Doubt, an excellent big-screen adaptation of a Broadway play by John Patrick Shanley, starts with three familiar figures: a kind Catholic priest, a harsh intolerant nun, and a trusting young nun. However, these characters are challenged and developed so richly that, by the end, the audience doubts its initial impressions. The priest's kindness may be merely a sinister front. The nun's inflexibility is revealed as, perhaps, compassion in action. And the young nun's trust is traded for something more complex: the beginnings of understanding of human nature.
The movie (rated PG-13 for "thematic material") opens in 1964 with a homily on doubt given by Father Flynn (Phillip Seymour Hoffman), the genial pastor of the parish church and school. Wide-eyed Sister James (Amy Adams) sits in her pew while the older Sister Aloysius (Meryl Streep) glides down the aisle like an avenging raven, smacking talking children and hissing sleeping ones awake. As the school principal feared by the children, and many of the adults, Sister Aloysius is strict to the extreme, banning hair clips, secular Christmas songs, and ballpoint pens, which she sees as leading to the decline of penmanship. "Every easy choice today will have its consequence tomorrow," she says.
Both Sister James and Father Flynn wish for a warmer, more welcoming church and school. Flynn does not hesitate to abandon apparently outdated rules in his quest to humanize the church. Yet, when suspicions arise about his relationship with a student, the strict moral code espoused by Sister Aloysius is the very thing that propels her to pursue the issue doggedly. Is Father Flynn acting out of compassion and reaching out to a troubled child or taking advantage of an isolated one? Sister Aloysius' life-long study of human nature convinces her it's the latter, while the more trusting Sister James wavers.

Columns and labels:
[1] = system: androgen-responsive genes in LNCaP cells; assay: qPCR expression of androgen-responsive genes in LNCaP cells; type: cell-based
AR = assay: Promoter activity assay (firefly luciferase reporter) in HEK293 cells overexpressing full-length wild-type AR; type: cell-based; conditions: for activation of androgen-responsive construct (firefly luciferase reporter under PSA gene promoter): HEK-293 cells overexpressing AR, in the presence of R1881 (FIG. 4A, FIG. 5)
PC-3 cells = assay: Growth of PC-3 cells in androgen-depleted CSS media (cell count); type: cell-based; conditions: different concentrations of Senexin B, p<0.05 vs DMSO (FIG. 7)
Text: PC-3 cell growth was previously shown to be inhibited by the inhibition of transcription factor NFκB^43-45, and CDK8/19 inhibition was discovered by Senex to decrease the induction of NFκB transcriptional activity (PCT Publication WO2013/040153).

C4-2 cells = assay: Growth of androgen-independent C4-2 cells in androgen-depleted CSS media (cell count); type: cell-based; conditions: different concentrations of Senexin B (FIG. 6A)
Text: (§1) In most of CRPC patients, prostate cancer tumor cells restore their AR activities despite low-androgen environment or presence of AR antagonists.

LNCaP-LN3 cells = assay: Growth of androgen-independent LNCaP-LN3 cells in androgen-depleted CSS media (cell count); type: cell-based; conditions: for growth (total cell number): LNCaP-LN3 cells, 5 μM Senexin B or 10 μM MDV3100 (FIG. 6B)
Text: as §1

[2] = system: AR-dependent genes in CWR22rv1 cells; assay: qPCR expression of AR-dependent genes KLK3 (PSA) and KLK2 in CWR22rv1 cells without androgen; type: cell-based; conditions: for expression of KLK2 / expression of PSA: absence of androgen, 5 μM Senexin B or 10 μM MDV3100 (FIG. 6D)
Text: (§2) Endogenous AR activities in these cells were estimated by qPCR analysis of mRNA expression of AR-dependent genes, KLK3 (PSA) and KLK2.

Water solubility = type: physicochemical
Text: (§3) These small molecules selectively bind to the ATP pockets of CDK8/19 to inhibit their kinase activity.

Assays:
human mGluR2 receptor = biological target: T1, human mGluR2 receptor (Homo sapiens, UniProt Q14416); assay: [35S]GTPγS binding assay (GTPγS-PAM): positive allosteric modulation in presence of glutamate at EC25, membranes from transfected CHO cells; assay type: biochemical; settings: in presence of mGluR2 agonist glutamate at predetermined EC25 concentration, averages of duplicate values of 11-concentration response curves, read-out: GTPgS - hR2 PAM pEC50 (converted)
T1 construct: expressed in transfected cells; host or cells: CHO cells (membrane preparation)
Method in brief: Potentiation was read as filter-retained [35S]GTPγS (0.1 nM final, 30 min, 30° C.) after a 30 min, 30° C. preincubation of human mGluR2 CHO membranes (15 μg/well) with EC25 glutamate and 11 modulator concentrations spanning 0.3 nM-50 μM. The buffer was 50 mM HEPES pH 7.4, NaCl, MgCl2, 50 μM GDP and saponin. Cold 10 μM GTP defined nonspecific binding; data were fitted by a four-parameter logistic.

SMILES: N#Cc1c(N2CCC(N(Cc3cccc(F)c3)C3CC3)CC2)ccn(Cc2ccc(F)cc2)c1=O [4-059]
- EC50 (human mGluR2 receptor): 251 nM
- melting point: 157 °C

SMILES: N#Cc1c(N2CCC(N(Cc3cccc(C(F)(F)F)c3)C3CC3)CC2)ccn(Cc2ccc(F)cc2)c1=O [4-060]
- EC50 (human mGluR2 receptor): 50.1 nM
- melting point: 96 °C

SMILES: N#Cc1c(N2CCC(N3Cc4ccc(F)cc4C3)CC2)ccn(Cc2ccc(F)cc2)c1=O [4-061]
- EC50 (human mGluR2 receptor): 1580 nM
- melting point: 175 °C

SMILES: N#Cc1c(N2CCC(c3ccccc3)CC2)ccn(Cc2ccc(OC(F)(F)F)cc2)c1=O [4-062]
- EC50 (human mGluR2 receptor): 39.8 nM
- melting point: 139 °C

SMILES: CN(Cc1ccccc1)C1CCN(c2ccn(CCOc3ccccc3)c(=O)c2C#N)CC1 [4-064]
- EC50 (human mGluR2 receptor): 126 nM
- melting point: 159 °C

Brilliantly acted, especially by Streep as the hard-bitten but ultimately loving Sister Aloysius, this riveting film contains profound reflections on faith. In the end the battle costs everyone something, not the least Sister Aloysius.